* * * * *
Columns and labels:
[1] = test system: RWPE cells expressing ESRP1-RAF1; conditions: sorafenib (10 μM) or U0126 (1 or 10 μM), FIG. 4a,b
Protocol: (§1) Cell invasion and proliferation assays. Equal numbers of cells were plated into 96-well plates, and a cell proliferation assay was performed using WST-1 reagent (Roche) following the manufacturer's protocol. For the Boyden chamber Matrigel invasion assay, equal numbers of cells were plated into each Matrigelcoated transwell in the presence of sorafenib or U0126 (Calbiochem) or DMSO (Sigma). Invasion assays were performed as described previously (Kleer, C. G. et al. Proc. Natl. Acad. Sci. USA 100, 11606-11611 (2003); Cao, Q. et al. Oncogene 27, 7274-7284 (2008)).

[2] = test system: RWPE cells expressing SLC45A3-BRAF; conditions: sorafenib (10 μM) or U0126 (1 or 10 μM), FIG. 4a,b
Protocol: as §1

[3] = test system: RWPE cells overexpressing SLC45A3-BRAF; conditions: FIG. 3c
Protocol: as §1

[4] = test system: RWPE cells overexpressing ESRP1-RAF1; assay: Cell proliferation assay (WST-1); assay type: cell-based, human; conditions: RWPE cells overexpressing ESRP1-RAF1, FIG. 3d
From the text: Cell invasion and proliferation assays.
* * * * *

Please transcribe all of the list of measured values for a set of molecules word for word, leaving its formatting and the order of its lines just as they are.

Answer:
Columns and labels:
[1] = test system: RWPE cells expressing ESRP1-RAF1; conditions: sorafenib (10 μM) or U0126 (1 or 10 μM), FIG. 4a,b
Protocol: (§1) Cell invasion and proliferation assays. Equal numbers of cells were plated into 96-well plates, and a cell proliferation assay was performed using WST-1 reagent (Roche) following the manufacturer's protocol. For the Boyden chamber Matrigel invasion assay, equal numbers of cells were plated into each Matrigelcoated transwell in the presence of sorafenib or U0126 (Calbiochem) or DMSO (Sigma). Invasion assays were performed as described previously (Kleer, C. G. et al. Proc. Natl. Acad. Sci. USA 100, 11606-11611 (2003); Cao, Q. et al. Oncogene 27, 7274-7284 (2008)).

[2] = test system: RWPE cells expressing SLC45A3-BRAF; conditions: sorafenib (10 μM) or U0126 (1 or 10 μM), FIG. 4a,b
Protocol: as §1

[3] = test system: RWPE cells overexpressing SLC45A3-BRAF; conditions: FIG. 3c
Protocol: as §1

[4] = test system: RWPE cells overexpressing ESRP1-RAF1; assay: Cell proliferation assay (WST-1); assay type: cell-based, human; conditions: RWPE cells overexpressing ESRP1-RAF1, FIG. 3d
From the text: Cell invasion and proliferation assays.